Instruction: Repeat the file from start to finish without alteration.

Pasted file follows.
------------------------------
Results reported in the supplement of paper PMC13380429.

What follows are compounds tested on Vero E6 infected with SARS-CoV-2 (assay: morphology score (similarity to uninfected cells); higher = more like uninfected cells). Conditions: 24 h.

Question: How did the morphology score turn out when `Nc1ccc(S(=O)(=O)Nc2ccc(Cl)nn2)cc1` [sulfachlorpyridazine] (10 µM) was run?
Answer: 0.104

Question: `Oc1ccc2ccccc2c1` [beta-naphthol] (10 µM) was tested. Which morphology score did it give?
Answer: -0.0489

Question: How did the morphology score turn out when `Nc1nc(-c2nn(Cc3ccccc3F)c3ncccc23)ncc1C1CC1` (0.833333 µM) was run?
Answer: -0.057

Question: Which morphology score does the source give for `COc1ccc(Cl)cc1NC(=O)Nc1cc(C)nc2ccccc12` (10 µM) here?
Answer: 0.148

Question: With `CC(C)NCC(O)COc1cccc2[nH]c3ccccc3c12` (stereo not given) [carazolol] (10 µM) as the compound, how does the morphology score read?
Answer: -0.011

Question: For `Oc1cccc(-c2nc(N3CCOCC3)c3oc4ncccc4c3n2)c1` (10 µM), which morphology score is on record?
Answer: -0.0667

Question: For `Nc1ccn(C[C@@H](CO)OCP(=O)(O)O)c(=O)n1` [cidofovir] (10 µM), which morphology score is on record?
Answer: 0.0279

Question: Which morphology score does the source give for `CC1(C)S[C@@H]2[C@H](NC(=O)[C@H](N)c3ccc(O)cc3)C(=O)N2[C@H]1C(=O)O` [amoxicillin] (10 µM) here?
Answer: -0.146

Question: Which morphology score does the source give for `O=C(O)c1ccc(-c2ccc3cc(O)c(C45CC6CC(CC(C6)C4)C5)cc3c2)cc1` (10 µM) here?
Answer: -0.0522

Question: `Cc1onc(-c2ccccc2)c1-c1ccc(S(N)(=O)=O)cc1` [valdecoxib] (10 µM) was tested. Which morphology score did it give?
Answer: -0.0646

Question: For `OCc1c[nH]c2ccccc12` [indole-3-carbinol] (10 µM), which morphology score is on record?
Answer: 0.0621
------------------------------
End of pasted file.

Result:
Results reported in the supplement of paper PMC13380429.

What follows are compounds tested on Vero E6 infected with SARS-CoV-2 (assay: morphology score (similarity to uninfected cells); higher = more like uninfected cells). Conditions: 24 h.

Question: How did the morphology score turn out when `Nc1ccc(S(=O)(=O)Nc2ccc(Cl)nn2)cc1` [sulfachlorpyridazine] (10 µM) was run?
Answer: 0.104

Question: `Oc1ccc2ccccc2c1` [beta-naphthol] (10 µM) was tested. Which morphology score did it give?
Answer: -0.0489

Question: How did the morphology score turn out when `Nc1nc(-c2nn(Cc3ccccc3F)c3ncccc23)ncc1C1CC1` (0.833333 µM) was run?
Answer: -0.057

Question: Which morphology score does the source give for `COc1ccc(Cl)cc1NC(=O)Nc1cc(C)nc2ccccc12` (10 µM) here?
Answer: 0.148

Question: With `CC(C)NCC(O)COc1cccc2[nH]c3ccccc3c12` (stereo not given) [carazolol] (10 µM) as the compound, how does the morphology score read?
Answer: -0.011

Question: For `Oc1cccc(-c2nc(N3CCOCC3)c3oc4ncccc4c3n2)c1` (10 µM), which morphology score is on record?
Answer: -0.0667

Question: For `Nc1ccn(C[C@@H](CO)OCP(=O)(O)O)c(=O)n1` [cidofovir] (10 µM), which morphology score is on record?
Answer: 0.0279

Question: Which morphology score does the source give for `CC1(C)S[C@@H]2[C@H](NC(=O)[C@H](N)c3ccc(O)cc3)C(=O)N2[C@H]1C(=O)O` [amoxicillin] (10 µM) here?
Answer: -0.146

Question: Which morphology score does the source give for `O=C(O)c1ccc(-c2ccc3cc(O)c(C45CC6CC(CC(C6)C4)C5)cc3c2)cc1` (10 µM) here?
Answer: -0.0522

Question: `Cc1onc(-c2ccccc2)c1-c1ccc(S(N)(=O)=O)cc1` [valdecoxib] (10 µM) was tested. Which morphology score did it give?
Answer: -0.0646

Question: For `OCc1c[nH]c2ccccc12` [indole-3-carbinol] (10 µM), which morphology score is on record?
Answer: 0.0621